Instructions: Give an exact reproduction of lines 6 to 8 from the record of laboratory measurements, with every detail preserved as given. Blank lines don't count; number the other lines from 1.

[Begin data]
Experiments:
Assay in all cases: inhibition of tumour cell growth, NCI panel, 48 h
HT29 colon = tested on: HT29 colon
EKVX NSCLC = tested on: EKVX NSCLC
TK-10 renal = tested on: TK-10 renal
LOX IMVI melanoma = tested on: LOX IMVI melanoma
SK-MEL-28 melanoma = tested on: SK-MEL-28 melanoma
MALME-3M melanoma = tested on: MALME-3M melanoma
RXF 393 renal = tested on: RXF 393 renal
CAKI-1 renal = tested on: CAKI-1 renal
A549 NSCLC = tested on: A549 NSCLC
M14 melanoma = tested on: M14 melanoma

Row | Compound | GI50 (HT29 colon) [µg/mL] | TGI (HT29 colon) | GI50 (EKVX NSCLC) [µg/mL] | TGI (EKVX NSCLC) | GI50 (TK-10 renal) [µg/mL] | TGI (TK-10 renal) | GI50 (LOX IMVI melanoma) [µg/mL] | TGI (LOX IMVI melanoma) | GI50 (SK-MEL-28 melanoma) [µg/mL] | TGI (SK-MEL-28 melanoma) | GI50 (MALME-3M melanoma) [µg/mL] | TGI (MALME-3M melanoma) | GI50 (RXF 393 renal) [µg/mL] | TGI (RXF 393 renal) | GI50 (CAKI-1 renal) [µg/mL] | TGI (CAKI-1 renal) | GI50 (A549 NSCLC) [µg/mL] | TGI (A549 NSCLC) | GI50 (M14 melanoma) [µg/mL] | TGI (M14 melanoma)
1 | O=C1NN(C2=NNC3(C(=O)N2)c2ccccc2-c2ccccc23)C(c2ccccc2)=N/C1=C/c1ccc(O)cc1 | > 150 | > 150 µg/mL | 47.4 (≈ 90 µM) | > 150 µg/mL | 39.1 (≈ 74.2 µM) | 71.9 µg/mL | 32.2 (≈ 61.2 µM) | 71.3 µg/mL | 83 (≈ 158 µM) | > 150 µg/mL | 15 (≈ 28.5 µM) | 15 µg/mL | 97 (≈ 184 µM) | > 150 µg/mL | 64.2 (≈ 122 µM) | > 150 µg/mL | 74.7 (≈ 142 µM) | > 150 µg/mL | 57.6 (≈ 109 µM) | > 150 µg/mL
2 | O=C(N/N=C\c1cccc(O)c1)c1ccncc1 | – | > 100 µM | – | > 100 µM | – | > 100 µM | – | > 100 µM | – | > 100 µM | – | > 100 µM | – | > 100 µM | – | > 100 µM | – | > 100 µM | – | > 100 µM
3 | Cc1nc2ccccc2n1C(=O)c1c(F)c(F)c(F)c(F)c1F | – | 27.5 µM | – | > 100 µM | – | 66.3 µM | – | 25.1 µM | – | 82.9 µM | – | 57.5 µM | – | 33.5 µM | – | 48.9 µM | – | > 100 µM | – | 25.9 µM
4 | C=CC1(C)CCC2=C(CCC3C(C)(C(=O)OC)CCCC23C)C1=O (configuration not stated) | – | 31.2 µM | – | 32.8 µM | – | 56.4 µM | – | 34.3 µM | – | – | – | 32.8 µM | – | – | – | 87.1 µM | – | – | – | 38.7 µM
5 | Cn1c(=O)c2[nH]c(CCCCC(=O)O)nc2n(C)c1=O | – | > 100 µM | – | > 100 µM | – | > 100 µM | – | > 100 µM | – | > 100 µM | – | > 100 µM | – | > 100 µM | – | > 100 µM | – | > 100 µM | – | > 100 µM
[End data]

LOX IMVI melanoma = tested on: LOX IMVI melanoma
SK-MEL-28 melanoma = tested on: SK-MEL-28 melanoma
MALME-3M melanoma = tested on: MALME-3M melanoma